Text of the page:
These neighborhoods were designed for drivers, but public transit is also close by.
The SamTrans bus system Routes 120 and 122 connect to the Bay Area Rapid Transit (BART) Daly City Station.
Take any northbound BART train to go through San Francisco, through the heart of the Mission, down the road from the Castro, past the city's Civic Center cultural treasures, by the Powell Street cable car hub near Union Square and the theater district.
The Embarcadero Station is the last stop before the train goes under the Bay, and is a good destination point for seeing San Francisco's Ferry Building and Market Street shopping. From the Powell Street Station you can take a traditional cable car up over the hill to Chinatown, Fisherman's Wharf, Ghirardelli Square, Pier 39, the Exploratorium, the Aquarium -- or you can take a MUNI bus, which costs less than the cable car.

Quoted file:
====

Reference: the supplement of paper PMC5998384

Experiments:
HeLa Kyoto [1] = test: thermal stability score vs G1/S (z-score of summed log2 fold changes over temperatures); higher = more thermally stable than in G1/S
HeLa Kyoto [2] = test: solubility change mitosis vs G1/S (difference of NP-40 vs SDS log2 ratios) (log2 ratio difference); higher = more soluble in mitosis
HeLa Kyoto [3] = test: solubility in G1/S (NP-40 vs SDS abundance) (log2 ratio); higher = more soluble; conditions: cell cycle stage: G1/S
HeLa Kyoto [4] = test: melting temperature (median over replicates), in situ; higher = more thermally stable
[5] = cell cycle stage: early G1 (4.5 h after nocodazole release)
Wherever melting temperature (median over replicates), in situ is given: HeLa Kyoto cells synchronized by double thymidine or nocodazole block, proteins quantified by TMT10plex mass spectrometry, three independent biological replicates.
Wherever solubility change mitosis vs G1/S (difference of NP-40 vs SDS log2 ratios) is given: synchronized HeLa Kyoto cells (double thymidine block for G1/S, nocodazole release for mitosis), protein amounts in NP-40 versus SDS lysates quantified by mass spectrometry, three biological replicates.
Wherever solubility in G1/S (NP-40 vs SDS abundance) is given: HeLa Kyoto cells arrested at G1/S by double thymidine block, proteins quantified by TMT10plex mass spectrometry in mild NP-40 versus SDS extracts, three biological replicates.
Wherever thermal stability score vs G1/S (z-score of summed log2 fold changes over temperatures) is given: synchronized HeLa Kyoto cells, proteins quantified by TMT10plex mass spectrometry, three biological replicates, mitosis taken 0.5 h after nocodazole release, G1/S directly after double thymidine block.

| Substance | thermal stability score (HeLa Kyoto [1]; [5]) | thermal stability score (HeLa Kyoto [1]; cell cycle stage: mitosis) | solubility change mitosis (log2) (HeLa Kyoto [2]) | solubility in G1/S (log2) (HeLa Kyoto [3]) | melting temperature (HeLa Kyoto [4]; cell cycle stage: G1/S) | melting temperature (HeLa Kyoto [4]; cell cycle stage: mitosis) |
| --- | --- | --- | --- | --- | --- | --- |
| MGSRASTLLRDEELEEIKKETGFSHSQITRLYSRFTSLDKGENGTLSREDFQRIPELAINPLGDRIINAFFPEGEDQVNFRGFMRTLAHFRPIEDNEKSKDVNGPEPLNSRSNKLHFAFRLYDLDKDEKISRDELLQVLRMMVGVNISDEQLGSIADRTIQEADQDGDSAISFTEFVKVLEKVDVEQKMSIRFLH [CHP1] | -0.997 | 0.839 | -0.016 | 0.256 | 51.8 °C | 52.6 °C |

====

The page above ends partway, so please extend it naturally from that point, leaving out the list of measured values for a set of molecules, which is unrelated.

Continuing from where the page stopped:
I've often taken BART to Embarcadero Center Station to visit the Ferry Building. There is a ferry that takes you across the Bay to Alameda (and back), and the Ferry Building itself has great shopping and restaurant options. The views all around that area of the City and the Bridges are spectacular, and there is a lot of happy street activity, including the nightly exuberance of the Bay Bridge light show. It is also where AT&T Park is, home of the Giants.
If you wanted to visit the Asian Art Museum, or some of San Francisco's cultural life (the Opera, the Symphony, Broadway shows), the Civic Center BART station would take you to that part of town.
If you wanted to go to Golden Gate Park -- the magnificent DeYoung Museum, the Academy of Sciences, the Japanese Tea Garden, Stow Lake paddle-boats (with geese and hot dogs), the Queen Wilhelmina Tulip Garden and windmill (across the street from the Pacific Ocean), and miles of paths and gardens -- SamTrans/ MUNI take you there. Some of the museums have free days -- they're very crowded, but it's a nice way to save some money.